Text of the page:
Sexual abuse and violence support for students

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Health Assured team

09 December 2022

Sexual abuse and sexual violence awareness week will take place from the 6th to the 12th of February. This national week encourages organisations and individuals across the UK to start the conversation around this traumatic issue.

Statistics show that 85,000 women and 12,000 men are sexually abused each year.

And this only includes reported cases, so there may be many more. It can be hard to open up if you’ve experienced sexual abuse or violence, but there are services out there that can help.

What is sexual abuse and sexual violence?

Sexual violence and sexual abuse refer to any sexual contact that happens without a person’s consent. This means that the person didn’t actively agree to what happened.

Sexual violence can refer to:

Rape – when a person is forced, pressured, bullied or manipulated into having sex without consent.

Sexual harassment – any unwanted verbal, physical or emotional behaviour of a sexual nature. e.g. sexual comments, being looked at in a sexual way or receiving sexual messages without consent.

Sexual assault – any sexual act that a person did not consent to or is forced into against their will. 

Sexual violence or abuse can happen at any age. It is important to remember that sexual violence is a crime and can be reported to the police, even if there are no signs of physical injuries.

Help after sexual abuse and violence 

If you’ve experienced sexual abuse or violence, please know that it is not your fault—no matter how or when the incident occurred. All sexual violence is a crime. But you don’t have to report it to the police if you don’t want to.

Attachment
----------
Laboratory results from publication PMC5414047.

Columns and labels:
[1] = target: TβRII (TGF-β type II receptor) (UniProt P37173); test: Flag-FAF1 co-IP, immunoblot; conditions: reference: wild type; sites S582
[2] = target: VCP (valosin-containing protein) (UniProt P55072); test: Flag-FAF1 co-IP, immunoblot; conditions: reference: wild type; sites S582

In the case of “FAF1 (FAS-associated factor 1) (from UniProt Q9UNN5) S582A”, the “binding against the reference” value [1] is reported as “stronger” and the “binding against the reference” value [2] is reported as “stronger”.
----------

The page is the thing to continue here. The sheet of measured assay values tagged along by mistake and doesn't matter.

It’s an extremely difficult situation to go through, and it’s likely going to take some time for you to process what’s happened.

You can get support from a Sexual Assault Referral Centre (SARC). SARCs provide medical, practical and emotional support to anyone who has been raped, sexually assaulted or abused. Help is available 24 hours a day from specially trained doctors, nurses and support workers to care for you.

If you decide to report the assault to the police, try not to wash your clothes, as this may provide some evidence. If you think you might want to go ahead with this route, the sooner a forensic medical examination takes place, the better.

You can find your closest Rape and Sexual Assault Referral Centre on the NHS website.

Reach out to your university or college 

Most universities and colleges will have student support in place where you can go to speak to someone—be that a counsellor, pastoral advisor or a welfare and women’s service. If not, they might offer a Student Assistance Programme, through which you can access confidential counselling support.

Find further support from the organisations below 

Rape Crisis England and Wales – Free live chat providing emotional support to victims of rape

Survivors UK – An online helpline and counselling for men

Victim Support – Confidential advice after experiencing a crime

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